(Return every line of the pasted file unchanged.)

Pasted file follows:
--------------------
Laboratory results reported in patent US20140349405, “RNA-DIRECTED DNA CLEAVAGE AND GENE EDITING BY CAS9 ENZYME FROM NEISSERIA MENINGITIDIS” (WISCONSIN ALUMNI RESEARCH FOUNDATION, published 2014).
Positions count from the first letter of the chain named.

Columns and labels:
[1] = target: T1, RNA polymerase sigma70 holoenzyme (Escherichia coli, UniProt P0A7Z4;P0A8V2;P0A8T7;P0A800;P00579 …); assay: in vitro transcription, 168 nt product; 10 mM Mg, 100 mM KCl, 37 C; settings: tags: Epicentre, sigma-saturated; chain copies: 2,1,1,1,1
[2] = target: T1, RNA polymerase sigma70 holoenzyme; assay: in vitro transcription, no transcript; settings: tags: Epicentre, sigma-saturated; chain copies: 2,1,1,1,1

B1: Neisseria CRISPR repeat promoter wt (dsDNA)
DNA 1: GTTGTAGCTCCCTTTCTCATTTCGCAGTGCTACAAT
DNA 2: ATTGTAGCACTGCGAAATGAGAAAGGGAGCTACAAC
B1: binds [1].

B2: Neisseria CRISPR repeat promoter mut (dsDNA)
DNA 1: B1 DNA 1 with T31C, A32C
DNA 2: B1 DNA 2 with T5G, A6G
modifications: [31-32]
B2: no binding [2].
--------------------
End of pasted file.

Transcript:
Laboratory results reported in patent US20140349405, “RNA-DIRECTED DNA CLEAVAGE AND GENE EDITING BY CAS9 ENZYME FROM NEISSERIA MENINGITIDIS” (WISCONSIN ALUMNI RESEARCH FOUNDATION, published 2014).
Positions count from the first letter of the chain named.

Columns and labels:
[1] = target: T1, RNA polymerase sigma70 holoenzyme (Escherichia coli, UniProt P0A7Z4;P0A8V2;P0A8T7;P0A800;P00579 …); assay: in vitro transcription, 168 nt product; 10 mM Mg, 100 mM KCl, 37 C; settings: tags: Epicentre, sigma-saturated; chain copies: 2,1,1,1,1
[2] = target: T1, RNA polymerase sigma70 holoenzyme; assay: in vitro transcription, no transcript; settings: tags: Epicentre, sigma-saturated; chain copies: 2,1,1,1,1

B1: Neisseria CRISPR repeat promoter wt (dsDNA)
DNA 1: GTTGTAGCTCCCTTTCTCATTTCGCAGTGCTACAAT
DNA 2: ATTGTAGCACTGCGAAATGAGAAAGGGAGCTACAAC
B1: binds [1].

B2: Neisseria CRISPR repeat promoter mut (dsDNA)
DNA 1: B1 DNA 1 with T31C, A32C
DNA 2: B1 DNA 2 with T5G, A6G
modifications: [31-32]
B2: no binding [2].